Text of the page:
10th edition of the Documenta exhibit

16 août 1997
02m 16s
Ref. 00250


Summary :

Report on the 10th edition of the Documenta, the major contemporary art exhibit organised every five years by the city of Kassel since 1955. Presentation of the works of the invited artists and interview with Catherine David, the commissioner of this edition, who explains her decision to not include paintings this year. Comments by visitors on the animated installation A home for the pigs and the men.

Media type :
Broadcast date :
16 août 1997
Source :
A2 (Collection: Midi 2 )
Places :


The popular Documenta knows how to make itself desired: organised only once every five years in the German town of Kassell (Hesse), the exhibition is dedicated to contemporary art and brings the works of hundreds of artists into the streets by dividing the different places and quarters of the town. Over a hundred days, over 600,000 visitors are invited to reflect on the meaning of the works or let their emotions react by discovering the different installations in situ.

Created by the painter and professor Arnold Bode in 1955, with the mission of uniting German society with modern art, the Documenta has continued, over the years, to affirm its international dimension and inviting artists from all over the world. Proof of its permanent programme renewal, each edition is entrusted to a different person: the French Catherine David in 1997, the Nigerian Okwul Enwezor in 2002, the German Roger M. Buergel in 2007.

It has reflected artistic movements for over 50 years. The Documenta has witnessed the great debates and controversies and was sometimes itself caught up in them, like in 1968, in the wind of social and political events.

Claire Sécail


Bruno Masure
A small detour through the centre of Germany for the Documenta in Kassel, a giant contemporary art exhibit that takes up all of the city. A French woman, Catherine David, is in charge of organising this 10th edition. Report from our permanent correspondent, Jérôme Cathala.
Jérôme Cathala
A few travellers who are arriving in the Kassel train station are sometimes taken by surprise. These flowers and wild herbs that are growing on one of the railroad tracks make things appear chaotic. But you have to get closer to understand that it's an installation by the Austrian artist, [Loïs van Berger]. And it's our first contact with the Documenta, the contemporary art exhibit organised by the city of Kassel every 5 years since 1955. An exhibit integrated into the city, that you can visit with guide in hand, so as to not miss the works of the 120 artists that are invited this year. For example, in an underground pathway, this picture by America's Jeff Wall, or this short video clip by a young German artist. Many pictures, then, in all forms, but as for paintings, they remain absent. This was the decision of Documenta's director, Catherine David.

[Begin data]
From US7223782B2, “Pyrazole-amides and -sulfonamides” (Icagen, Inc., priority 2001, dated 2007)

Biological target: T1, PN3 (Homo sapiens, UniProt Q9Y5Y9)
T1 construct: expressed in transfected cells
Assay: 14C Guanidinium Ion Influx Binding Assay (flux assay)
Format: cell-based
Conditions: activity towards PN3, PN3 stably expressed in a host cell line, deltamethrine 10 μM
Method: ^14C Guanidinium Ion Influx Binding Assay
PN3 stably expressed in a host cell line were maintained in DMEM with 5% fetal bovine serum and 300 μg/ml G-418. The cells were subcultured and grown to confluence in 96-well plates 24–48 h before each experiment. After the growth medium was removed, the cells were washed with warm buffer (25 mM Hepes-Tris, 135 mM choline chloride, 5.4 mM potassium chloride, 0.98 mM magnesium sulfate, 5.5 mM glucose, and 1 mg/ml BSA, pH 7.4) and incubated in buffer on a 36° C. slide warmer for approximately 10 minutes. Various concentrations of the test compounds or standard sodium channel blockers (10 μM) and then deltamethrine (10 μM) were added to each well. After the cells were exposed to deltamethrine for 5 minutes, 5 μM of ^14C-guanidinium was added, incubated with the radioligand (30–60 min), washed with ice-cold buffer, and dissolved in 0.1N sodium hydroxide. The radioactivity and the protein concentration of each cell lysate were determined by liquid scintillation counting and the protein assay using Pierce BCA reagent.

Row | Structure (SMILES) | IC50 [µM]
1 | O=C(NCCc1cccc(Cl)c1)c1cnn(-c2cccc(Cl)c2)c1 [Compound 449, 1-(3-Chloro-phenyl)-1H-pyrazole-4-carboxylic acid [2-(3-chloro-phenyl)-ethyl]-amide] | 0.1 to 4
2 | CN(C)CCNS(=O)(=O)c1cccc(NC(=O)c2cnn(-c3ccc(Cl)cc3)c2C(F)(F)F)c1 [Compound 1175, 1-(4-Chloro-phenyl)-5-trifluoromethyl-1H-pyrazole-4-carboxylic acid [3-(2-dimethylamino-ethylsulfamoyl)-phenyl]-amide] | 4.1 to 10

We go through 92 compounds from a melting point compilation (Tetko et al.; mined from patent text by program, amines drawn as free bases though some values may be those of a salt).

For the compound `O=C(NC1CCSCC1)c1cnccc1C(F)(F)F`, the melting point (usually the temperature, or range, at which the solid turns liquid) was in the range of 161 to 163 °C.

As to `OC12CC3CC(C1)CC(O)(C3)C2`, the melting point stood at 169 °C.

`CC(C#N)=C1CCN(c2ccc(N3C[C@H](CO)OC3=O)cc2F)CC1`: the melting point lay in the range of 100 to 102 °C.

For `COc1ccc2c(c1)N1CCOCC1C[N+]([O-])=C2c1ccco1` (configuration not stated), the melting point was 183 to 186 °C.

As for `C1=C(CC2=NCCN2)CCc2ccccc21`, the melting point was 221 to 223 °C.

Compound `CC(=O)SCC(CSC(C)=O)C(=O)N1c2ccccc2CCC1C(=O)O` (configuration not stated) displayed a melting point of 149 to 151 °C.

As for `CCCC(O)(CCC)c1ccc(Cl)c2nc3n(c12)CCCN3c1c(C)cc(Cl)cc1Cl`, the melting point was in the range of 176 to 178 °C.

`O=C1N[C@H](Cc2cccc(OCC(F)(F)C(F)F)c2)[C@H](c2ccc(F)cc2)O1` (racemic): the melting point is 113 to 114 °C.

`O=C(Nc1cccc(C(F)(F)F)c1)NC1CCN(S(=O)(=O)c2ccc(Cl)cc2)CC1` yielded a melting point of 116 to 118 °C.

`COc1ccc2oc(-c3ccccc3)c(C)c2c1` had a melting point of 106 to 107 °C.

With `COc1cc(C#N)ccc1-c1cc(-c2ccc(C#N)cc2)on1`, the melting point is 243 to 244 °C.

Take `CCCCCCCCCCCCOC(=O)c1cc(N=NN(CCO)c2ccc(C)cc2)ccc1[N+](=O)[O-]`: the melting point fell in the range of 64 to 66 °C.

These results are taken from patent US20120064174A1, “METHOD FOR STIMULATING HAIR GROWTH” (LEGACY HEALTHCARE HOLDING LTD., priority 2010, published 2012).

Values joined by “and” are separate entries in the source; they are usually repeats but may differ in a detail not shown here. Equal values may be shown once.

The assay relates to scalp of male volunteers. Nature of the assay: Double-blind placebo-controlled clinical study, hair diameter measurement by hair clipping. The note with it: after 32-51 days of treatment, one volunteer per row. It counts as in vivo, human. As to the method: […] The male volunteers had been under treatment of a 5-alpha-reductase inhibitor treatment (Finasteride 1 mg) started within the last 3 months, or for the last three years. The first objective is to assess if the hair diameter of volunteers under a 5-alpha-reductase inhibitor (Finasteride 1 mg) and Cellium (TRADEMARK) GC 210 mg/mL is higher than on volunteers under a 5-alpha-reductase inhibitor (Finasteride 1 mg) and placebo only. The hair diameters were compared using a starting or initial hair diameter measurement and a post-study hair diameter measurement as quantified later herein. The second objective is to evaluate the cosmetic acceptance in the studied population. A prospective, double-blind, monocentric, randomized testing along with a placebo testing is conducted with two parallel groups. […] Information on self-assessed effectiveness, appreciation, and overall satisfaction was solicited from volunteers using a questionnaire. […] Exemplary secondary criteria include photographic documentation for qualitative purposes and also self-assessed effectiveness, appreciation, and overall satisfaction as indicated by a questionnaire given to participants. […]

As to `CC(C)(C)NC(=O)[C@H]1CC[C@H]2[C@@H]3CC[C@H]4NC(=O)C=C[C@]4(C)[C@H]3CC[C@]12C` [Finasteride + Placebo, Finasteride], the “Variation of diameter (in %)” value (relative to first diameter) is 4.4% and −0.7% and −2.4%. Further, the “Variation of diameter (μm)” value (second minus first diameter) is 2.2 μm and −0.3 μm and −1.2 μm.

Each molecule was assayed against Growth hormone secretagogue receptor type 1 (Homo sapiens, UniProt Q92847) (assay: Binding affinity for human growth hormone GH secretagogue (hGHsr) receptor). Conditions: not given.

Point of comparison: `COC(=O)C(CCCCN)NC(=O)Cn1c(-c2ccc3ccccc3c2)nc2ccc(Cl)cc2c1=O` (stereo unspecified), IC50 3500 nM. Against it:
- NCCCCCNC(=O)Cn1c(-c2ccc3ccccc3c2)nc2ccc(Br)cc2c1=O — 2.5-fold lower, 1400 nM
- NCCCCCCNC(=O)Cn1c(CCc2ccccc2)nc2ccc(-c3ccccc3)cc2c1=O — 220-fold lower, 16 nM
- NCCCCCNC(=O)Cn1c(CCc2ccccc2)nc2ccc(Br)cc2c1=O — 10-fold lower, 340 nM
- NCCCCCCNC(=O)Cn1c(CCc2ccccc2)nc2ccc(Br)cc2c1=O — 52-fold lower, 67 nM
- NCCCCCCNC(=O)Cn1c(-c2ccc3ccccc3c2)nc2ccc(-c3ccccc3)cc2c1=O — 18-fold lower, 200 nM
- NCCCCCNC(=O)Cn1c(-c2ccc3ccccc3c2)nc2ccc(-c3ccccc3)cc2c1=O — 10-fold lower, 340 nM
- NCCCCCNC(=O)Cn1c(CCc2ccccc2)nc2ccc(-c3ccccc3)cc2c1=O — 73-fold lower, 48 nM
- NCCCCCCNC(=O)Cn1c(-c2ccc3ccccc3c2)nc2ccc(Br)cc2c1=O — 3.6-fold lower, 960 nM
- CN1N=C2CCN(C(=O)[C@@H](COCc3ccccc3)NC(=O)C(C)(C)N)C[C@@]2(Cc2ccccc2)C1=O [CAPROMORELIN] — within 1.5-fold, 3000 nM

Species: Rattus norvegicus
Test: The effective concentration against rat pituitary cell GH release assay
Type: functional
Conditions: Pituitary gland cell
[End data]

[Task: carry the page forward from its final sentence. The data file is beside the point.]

Catherine David
The notion of the Beaux-Arts has been left aside a bit, neglected, which disappointed certain people, but it seems to pretty much be in line with what today's artists are trying to achieve.
Jérôme Cathala
No matter what critics say, Documenta attracts crowds: 600,000 visitors 5 years ago. An audience not necessarily made up of experts but that's happy to become initiated in the pleasures of contemporary art, like this Atlas by Germany's Gerhard Richter, or, even more surprising, these mini-caravans whose interior decorations are all different. This animated installation was also very successful. Its title: A house for pigs and men.
The question is, to find out which picture it is. Is it our reflection in the mirror, at the end, or is it the picture, it might be us as seen by those who are there, in front, the pigs. In any case, I think that it's a nice picture.
Jérôme Cathala
To sum things up, the Documenta of Kassel, it's a way to go for a walk through contemporary art. The exhibit is open until the end of September.